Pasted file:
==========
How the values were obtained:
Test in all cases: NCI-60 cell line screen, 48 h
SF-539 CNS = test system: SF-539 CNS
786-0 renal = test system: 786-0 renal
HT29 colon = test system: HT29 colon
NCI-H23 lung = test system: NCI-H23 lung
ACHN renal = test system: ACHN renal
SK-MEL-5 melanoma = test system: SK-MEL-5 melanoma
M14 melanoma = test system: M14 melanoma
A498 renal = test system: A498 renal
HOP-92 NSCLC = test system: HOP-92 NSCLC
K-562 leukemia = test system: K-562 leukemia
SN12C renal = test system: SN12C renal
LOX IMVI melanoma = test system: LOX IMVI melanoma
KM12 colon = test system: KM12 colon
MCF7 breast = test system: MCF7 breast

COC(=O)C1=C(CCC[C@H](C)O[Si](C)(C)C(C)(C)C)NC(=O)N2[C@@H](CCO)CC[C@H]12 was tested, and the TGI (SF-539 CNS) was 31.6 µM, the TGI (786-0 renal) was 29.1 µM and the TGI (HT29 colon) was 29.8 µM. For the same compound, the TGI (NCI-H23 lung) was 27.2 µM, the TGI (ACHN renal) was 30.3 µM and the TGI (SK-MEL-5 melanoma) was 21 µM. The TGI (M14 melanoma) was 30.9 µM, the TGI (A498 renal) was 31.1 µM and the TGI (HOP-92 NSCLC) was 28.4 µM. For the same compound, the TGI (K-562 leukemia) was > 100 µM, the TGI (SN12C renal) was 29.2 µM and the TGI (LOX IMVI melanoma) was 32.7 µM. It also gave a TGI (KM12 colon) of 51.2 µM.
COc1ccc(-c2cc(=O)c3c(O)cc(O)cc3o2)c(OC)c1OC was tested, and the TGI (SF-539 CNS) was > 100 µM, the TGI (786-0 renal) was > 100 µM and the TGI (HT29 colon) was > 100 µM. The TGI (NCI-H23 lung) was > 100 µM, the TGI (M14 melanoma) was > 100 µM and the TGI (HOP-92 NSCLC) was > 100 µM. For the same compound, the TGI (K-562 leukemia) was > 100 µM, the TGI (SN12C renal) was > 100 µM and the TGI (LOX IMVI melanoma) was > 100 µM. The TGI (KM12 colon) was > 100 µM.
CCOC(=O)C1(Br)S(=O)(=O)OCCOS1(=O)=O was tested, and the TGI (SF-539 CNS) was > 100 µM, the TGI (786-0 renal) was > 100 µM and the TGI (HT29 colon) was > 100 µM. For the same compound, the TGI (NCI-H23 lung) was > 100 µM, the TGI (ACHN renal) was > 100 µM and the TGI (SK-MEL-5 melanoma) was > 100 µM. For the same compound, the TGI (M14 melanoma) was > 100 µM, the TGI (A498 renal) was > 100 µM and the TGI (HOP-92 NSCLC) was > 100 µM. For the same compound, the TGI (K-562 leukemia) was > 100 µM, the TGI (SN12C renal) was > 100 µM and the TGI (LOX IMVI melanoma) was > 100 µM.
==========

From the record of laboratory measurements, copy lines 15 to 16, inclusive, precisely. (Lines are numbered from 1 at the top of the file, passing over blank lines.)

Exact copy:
KM12 colon = test system: KM12 colon
MCF7 breast = test system: MCF7 breast